These low numbers likely stem from social stigma surrounding menstruation, where taking time off during one’s menstrual period may be seen as a sign of weakness. For example, women who buy tampons at stores in Japan often receive the products in paper bags to conceal the products. Additionally, some working Japanese women report never having taken a day off work due to their menstrual periods. This is because some women feel embarrassed  to convey to male colleagues that they are on their menstrual periods, which leads many menstruating women to take sick leave instead. 

Other Japanese women have said that taking menstrual leave was never something that was encouraged by their employers. Rather, it was only written in a company policy and mentioned by just female colleagues, not male colleagues. As a result, many Japanese women reported that they did not know that taking leave off work due to their menstrual cycles was even a possibility. Female employees in Japan are also often pressured to quit their jobs when they get pregnant. Additionally, taking time off work in Japan is discouraged for workers of all genders due to the country’s excessive work culture, which may contribute to women’s decisions not to use the menstrual leave policy. The policy also does not guarantee paid time off, as this is a decision that is ultimately left up to individual companies and firms. This may be another reason as to why some female employees stopped using the policy.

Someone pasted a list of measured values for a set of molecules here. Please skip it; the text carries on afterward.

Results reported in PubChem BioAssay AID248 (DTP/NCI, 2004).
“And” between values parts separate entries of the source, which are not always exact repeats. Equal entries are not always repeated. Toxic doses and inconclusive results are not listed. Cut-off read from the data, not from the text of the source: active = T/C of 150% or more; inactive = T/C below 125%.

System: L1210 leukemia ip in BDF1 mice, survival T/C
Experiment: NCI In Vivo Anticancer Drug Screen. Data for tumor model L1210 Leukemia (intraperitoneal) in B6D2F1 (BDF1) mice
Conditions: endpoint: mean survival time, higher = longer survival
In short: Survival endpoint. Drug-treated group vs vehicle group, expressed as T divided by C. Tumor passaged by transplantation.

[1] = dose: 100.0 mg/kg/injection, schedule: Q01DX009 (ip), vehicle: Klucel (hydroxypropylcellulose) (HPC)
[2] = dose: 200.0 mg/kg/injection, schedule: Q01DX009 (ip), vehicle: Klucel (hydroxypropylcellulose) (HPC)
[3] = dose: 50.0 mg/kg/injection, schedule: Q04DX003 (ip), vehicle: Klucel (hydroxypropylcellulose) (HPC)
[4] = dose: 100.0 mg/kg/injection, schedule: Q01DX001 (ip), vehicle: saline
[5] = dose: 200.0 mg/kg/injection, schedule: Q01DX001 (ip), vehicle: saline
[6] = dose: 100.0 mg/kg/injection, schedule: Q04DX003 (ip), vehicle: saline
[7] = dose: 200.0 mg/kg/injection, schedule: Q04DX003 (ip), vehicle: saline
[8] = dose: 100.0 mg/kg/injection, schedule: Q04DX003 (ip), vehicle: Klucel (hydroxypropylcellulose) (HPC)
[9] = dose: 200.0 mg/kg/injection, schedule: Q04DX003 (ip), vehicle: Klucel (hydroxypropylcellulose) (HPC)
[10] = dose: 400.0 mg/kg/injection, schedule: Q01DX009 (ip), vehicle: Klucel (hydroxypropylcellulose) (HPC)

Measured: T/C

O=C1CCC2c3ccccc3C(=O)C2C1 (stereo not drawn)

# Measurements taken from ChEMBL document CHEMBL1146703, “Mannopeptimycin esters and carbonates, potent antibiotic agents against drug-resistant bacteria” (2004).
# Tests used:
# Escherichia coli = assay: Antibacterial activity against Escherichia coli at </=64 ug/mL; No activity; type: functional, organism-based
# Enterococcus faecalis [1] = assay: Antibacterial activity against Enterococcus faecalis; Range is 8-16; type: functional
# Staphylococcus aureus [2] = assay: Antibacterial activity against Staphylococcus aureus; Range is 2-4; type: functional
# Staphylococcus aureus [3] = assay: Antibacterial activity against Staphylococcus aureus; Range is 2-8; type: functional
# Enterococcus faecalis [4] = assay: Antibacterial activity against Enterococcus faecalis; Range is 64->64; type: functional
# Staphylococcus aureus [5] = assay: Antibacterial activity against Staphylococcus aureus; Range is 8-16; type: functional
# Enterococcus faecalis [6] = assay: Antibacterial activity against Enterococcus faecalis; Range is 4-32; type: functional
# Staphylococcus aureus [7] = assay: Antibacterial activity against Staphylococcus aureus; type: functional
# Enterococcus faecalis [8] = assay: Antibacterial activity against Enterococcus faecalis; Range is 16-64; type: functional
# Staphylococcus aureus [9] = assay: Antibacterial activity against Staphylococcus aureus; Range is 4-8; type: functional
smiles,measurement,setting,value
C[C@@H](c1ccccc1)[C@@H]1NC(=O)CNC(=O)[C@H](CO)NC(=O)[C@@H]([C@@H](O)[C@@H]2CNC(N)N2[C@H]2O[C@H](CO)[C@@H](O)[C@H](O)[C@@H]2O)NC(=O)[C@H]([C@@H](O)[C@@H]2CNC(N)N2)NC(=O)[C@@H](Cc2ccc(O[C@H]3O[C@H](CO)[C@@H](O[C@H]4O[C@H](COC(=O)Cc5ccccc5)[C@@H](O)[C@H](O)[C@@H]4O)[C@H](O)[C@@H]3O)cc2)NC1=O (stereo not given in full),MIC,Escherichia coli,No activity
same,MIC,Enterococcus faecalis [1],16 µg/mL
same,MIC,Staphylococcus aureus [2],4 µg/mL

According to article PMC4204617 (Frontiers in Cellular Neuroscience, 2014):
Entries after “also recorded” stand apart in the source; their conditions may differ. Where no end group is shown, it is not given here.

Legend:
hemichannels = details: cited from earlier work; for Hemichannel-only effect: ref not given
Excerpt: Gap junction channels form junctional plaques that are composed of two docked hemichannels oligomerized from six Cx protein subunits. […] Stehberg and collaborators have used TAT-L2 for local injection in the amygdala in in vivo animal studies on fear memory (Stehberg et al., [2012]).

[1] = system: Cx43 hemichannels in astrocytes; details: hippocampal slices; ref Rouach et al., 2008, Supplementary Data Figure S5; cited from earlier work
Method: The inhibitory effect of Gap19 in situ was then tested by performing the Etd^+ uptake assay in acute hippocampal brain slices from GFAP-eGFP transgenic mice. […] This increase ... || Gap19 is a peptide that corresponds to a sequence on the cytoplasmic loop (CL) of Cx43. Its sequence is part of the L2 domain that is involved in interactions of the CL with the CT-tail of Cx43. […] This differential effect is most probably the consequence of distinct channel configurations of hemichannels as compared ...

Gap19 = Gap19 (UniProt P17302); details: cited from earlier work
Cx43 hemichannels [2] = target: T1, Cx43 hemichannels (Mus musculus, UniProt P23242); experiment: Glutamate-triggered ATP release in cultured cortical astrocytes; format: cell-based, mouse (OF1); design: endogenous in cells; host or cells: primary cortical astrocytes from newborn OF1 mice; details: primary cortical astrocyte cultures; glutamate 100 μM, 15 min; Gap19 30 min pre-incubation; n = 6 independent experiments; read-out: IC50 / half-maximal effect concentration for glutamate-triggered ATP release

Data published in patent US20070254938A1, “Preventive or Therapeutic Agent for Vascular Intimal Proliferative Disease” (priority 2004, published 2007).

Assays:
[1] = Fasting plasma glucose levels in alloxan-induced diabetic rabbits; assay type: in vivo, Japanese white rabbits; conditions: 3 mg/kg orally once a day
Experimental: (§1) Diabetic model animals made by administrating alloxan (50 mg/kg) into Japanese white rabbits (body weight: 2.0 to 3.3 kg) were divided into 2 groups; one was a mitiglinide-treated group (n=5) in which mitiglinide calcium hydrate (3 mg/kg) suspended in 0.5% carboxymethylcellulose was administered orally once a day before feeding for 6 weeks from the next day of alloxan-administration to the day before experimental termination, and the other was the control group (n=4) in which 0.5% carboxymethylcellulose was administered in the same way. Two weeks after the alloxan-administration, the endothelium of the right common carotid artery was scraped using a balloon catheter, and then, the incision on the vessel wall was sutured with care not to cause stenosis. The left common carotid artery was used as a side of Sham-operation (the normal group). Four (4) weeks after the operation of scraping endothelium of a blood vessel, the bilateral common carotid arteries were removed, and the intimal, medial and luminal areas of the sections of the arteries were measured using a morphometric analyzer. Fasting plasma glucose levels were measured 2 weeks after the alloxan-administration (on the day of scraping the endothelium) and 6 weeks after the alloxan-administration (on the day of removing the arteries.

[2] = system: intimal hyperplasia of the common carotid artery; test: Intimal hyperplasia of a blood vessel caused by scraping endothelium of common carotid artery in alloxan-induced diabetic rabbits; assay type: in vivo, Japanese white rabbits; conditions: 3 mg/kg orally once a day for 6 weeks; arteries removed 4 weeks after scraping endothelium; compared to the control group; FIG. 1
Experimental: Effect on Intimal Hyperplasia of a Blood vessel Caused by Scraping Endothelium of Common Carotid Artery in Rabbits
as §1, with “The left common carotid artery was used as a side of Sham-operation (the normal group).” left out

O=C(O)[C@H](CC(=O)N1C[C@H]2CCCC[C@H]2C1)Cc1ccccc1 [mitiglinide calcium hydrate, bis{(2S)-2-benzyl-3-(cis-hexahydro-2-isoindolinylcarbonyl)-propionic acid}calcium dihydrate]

Sara Yamamoto, a 22-year Japanese student, noted that while it seems like the policy has been around for a while, Yamamoto and others around her didn’t know about the measure until two or three years ago. She added that her impression is that companies are using the policy as an incentive to join the company, which is why more people know about the menstrual leave now than before. 

The decrease in popularity of a menstrual leave policy is not unique to Japan. South Korean women have been entitled to a menstrual leave policy since 1953, but usage of the policy has dramatically decreased over the years. Only 23.6 percent of South Korean female employees reported using the leave in 2013. In 2017, this rate fell to 19.7 percent. In both South Korea and Japan, women face some of the lowest shares of female managers and the highest gender pay gaps in the Organisation for Economic Co-operation and Development, or OECD. Menstrual stigma also persists in South Korea, as menstrual blood is often perceived as unclean